In the Image of the Triune God: A Theological Response to Solitary Confinement
The purpose of this dissertation is to offer a theological challenge to the ongoing use of solitary confinement in the United States. Solitary confinement is the practice of isolating an individual in a designated, enclosed space within a larger incarceration facility. In the United States, individuals are isolated for 22 – 24 hours per day in their cells. However, even time outside of the cell for activities like showers and recreation are performed in isolation in designated areas. Although solitary confinement is a widespread practice, its ongoing use is contested. Individuals from a broad range of disciplines have reported the harms of solitary confinement and have advocated for either the elimination or reduction of the practice in the United States. I suggest that theology must also participate in this broader conversation, alongside experts in other fields. My position is that theology can offer a unique set of resources and a different perspective on the problems with solitary confinement as it is presently enforced in the United States. Furthermore, theologians have an added responsibility to participate in the reevaluation of solitary confinement because religious language and pan-Protestant theological commitments were commissioned in the initial development of solitary confinement in the United States in the 18th century. Therefore, our faith is entangled and complicit in the construction of this penological strategy. To this end of untangling Protestant theology from solitary confinement, I offer the theological contributions of Stanley J. Grenz, especially his theological anthropology, to employ a distinctly theological challenge to solitary confinement. Grenz argued that humans have the teleological purpose of bearing the image of God. Because the triune God of the Christian faith is a relational God who exists in eternal community, humans, as God’s image bearers, are also ontologically relational. Furthermore, humans’ divinely bestowed relational nature indicates that the destruction of community is contrary to human teleology and ontology, and therefore it is sin. Given this, externally enforced isolation as a penological strategy is radically incompatible with bearing God’s image. This is because solitary confinement involves categorical isolation which denies a person’s dignity as an image bearer, and it obscures one’s capacity to express said dignity. This obscuring of the image through isolation necessarily involves the destruction of community and is therefore an affront to human dignity and is a structure of sin. Accordingly, I propose that, if one takes Grenz seriously, Christians have a compelling interest in advocating for changes to the ongoing use of solitary confinement in the United States because our theology does not allow us to accept this practice as it exists today.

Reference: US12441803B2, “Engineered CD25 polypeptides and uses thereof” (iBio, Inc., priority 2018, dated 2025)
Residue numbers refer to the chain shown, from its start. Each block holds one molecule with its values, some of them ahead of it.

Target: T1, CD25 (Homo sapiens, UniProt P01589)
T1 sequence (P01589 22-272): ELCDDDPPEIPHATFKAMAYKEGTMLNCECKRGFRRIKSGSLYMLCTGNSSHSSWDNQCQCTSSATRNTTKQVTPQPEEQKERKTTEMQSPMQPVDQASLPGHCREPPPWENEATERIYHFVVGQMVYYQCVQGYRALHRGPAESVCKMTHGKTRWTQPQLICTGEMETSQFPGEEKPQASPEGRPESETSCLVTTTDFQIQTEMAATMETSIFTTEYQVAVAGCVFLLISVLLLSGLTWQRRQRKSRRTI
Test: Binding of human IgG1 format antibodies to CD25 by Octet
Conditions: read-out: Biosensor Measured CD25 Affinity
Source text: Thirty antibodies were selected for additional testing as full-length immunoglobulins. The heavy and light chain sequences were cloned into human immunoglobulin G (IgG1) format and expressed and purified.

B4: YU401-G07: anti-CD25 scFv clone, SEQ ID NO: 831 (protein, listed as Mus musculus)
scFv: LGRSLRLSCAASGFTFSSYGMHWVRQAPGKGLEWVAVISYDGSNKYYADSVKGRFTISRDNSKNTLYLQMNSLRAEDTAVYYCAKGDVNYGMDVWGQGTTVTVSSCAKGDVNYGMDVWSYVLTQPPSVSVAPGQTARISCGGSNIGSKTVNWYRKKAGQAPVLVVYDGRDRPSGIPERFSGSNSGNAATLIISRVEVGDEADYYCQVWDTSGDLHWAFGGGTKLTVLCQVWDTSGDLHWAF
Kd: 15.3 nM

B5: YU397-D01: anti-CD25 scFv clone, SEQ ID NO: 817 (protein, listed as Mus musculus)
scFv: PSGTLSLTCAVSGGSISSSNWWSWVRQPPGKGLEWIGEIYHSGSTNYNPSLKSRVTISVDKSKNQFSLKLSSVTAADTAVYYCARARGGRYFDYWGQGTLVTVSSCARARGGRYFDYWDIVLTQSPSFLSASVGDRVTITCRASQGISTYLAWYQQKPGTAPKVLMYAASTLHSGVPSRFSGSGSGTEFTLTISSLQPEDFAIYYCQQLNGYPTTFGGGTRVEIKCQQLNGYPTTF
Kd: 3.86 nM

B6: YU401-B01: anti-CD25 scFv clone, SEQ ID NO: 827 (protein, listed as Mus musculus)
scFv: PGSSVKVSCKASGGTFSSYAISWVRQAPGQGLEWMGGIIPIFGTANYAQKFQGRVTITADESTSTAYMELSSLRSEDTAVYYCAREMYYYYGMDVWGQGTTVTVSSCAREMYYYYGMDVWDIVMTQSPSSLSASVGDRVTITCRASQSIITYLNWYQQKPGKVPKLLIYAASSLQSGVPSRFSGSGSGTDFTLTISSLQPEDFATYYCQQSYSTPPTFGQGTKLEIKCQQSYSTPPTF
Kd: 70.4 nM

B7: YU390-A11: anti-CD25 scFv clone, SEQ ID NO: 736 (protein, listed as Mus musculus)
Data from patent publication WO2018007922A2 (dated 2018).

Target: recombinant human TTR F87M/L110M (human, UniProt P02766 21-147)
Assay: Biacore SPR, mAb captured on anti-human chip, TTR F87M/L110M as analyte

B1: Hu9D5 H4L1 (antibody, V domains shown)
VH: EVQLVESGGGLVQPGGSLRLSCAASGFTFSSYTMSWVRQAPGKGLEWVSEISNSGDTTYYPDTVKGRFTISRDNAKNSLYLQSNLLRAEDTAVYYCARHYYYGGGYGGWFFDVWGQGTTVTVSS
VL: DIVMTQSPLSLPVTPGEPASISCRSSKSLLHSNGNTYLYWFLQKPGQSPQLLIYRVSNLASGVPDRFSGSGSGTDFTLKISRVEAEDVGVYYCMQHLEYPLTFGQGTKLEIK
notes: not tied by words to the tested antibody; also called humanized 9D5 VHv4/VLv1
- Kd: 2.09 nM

Williams, Vanessa, "In the Image of the Triune God: A Theological Response to Solitary Confinement" (2020). ETD Collection for Fordham University. AAI27960325.